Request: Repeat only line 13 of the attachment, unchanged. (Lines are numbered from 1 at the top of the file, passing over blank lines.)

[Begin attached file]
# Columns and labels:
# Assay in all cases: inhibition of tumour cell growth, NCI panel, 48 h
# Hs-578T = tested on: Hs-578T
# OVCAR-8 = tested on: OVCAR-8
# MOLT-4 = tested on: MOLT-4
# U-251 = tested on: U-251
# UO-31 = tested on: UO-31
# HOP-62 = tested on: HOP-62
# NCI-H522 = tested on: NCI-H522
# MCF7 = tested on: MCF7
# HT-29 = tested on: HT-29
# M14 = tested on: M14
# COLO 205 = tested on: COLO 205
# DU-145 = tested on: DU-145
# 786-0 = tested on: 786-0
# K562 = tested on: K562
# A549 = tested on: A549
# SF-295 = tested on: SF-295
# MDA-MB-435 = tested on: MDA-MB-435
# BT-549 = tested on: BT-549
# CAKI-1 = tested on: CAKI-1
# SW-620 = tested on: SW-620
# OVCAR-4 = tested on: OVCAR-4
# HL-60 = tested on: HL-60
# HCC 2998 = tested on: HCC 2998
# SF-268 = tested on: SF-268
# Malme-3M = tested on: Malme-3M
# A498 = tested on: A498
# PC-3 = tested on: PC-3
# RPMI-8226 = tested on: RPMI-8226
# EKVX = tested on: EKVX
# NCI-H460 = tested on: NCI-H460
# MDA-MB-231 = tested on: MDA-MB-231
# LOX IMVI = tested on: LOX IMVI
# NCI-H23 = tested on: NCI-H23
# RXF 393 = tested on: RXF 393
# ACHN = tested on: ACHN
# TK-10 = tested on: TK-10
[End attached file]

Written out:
# COLO 205 = tested on: COLO 205